Text Size
Smaller
Bigger

Can reconciliation allow me to move on?

answered 11:03 AM EST, Tue October 04, 2011
-- filed under: | | | |
My father left us (abandoned the family) when I was 8 and I went more than 30 years with only the occasional letter or phone call from him. Now he is back in Chicago and he wants to make amends and be a part of his grandson’s life. He says he just couldn’t handle the pressures of being a father and he says he is very regretful for leaving us the way he did.

I thought I was no longer angry, since it had been so long, but seeing him again has released a lot of old emotions and I am resentful of him for coming back into my life after I had finally moved past him and once again causing me pain. I wish he had never come back.

He wants me to go to some sort of reconciliation counselor with him. I told him where he should shove his reconciliation, but now that a few days have passed I realize that now that he lives just a few miles away I am thinking about him all the time and it really sucks. I was perfectly happy until he showed up and now I’m angry and upset half the time once again. I don’t want to have any kind of relationship with him. But if I go to reconciliation counseling with him will it help me to shut the door on that chapter of my life for good?

Art Matthews Says...

I seem to be saying this a lot lately, but the answer is a qualified yes. The factors that determine if you can move on relate to your motives, your father's motives, the ability of each of you to be honest with each other and yourselves, as well as the skills and expertise of the counselor.

In situations like this, one party is often ready to approach reconciliation before the other. For true reconciliation to occur, both of you must take responsibility for the outcome and each of you must have a desire to heal the wounds and repair the relationship. But for you to reach a level of forgiveness that allows you to carry on, your father need not be involved at all. (See Colin Tipping's "Radical Self-Forgiveness")

It's very understandable that you would feel this way right now. What you believed you had dealt with may have simply been repressed or deflected in other directions. Believing you wouldn't have to deal with him again, you were able to let go but now you have been traumatized again by his request to be forgiven and to reconcile. I think what you must decide is which of the many definitions of reconciliation fits your goals. The various meanings of "reconcile" are:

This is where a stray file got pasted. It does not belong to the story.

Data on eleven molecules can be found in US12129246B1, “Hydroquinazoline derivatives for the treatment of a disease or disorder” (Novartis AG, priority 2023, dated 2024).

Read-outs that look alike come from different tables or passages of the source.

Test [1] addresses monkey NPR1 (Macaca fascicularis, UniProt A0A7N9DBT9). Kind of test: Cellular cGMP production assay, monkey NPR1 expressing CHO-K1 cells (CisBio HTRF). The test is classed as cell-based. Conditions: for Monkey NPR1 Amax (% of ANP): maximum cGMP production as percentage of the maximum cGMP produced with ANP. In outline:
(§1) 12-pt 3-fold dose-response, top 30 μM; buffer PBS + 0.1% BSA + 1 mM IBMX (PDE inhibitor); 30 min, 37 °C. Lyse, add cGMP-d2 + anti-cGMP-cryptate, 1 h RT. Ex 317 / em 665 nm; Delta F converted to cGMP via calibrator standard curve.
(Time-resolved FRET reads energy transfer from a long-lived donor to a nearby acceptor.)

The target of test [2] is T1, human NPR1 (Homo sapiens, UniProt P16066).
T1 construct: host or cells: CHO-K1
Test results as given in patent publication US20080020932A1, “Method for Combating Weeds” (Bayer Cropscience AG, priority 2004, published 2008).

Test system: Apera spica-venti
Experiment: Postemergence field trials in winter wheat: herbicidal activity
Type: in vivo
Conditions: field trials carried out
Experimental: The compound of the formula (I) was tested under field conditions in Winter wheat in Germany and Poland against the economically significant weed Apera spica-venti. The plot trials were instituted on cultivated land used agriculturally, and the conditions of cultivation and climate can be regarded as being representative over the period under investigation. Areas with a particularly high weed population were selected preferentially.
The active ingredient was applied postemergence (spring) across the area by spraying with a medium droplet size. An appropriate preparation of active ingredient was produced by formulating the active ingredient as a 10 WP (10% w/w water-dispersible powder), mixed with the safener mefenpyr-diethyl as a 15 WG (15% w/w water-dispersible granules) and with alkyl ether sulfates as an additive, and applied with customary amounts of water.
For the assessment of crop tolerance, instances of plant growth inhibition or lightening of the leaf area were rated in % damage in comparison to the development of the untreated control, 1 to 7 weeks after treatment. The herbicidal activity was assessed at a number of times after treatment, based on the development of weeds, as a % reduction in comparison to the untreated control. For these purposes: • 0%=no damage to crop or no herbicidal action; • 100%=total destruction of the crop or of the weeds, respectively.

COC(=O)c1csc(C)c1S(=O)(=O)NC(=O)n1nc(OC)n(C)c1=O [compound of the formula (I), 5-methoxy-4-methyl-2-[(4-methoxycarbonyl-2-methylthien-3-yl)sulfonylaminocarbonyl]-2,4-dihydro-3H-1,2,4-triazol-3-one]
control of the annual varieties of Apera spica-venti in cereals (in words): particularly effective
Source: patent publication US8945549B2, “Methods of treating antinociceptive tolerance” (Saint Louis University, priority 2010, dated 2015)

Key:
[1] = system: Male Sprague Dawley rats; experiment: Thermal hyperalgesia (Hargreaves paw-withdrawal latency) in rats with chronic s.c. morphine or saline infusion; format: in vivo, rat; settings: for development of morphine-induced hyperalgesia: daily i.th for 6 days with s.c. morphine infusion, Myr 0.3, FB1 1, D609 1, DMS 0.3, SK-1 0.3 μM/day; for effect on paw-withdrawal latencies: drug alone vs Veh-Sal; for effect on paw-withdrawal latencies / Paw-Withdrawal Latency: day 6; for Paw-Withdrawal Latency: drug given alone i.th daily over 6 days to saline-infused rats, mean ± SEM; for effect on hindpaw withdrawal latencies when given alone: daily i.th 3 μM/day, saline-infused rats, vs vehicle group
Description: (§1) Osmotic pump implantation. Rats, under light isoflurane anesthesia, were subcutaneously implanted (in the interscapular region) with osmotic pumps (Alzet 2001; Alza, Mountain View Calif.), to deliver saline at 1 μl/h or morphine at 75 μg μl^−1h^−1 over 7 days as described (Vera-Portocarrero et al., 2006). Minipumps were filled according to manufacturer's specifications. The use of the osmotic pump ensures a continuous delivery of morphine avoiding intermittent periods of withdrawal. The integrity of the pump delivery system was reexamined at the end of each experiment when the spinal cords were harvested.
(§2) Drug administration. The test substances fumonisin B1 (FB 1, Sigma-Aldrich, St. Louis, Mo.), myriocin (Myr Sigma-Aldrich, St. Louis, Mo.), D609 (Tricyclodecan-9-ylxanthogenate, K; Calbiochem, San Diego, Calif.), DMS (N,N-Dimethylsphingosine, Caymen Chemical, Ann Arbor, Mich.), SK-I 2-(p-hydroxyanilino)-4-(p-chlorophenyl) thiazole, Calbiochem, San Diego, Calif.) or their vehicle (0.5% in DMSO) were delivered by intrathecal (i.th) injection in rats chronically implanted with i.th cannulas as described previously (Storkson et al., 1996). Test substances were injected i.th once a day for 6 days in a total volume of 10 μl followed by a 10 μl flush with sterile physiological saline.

To reestablish a close relationship between.

To settle or resolve.

To bring (oneself) to accept: "He finally reconciled himself to the change in management."

To make compatible or consistent: "reconcile my way of thinking with yours."

To reestablish a close relationship, as in marriage: "The estranged couple reconciled after a year."

To become compatible or consistent: "The figures would not reconcile."

The goals the two of you have may be very different. And that's O.K. Notice that to reconcile can mean to settle or resolve or to come to accept. It may be him and not you that needs to reconcile things in his head. Through this counseling, he may come to understand that he needs to let go of you. Or maybe you come to learn that you aren't ready to really say good-bye if he takes responsibility for himself and understands your relationship may never be as he idealizes it.

Reconciling does not mean forgiving and forgetting. You will never forget how his leaving affected you. It doesn't mean giving him access to you and your life without reasonable boundaries and expectations. You have a right and a responsibility to take care of yourself and your family. You hold all the cards. In this situation, you have a lot of power. But you need to yield it wisely and compassionately.

Much of what I have seen billed as "reconciliation" counseling is Christian in focus and based in scripture. That doesn't mean I value it less. When the therapist, the modality and the client are a good match, great things can happen. If in this situation your father is suggesting a faith-based approach, make sure you can fully accept the perspective of the counselor and the foundation of the approach. If you have had issues with your faith or church in the past, those are likely to come to the forefront in therapy too. If your faith and your father's differ or you prefer a more secular approach, you may consider seeking a non-faith-based approach with a licensed therapist skilled in family counseling as an alternative.

As with any counseling, check out the counselor and agency closely with the appropriate state regulatory agency in Illinois. If you decide against reconciliation counseling, consider individual sessions for yourself to help you put this away for good. That may involve your father being in a few sessions, but doesn't require it.

Remember that your father's choices have never really defined you.

Best of luck.

Email It Send this page Print It Print friendly page Subscribe Subscribe to this topic category

Page last updated Oct 17, 2011

Join Thousands of Readers

who receive our weekly recovery newsletter.

Counseling: Featured Experts
All Experts

This website is certified by Health On the Net Foundation. Click to verify. This site complies with the HONcode standard for trustworthy health information:
verify here.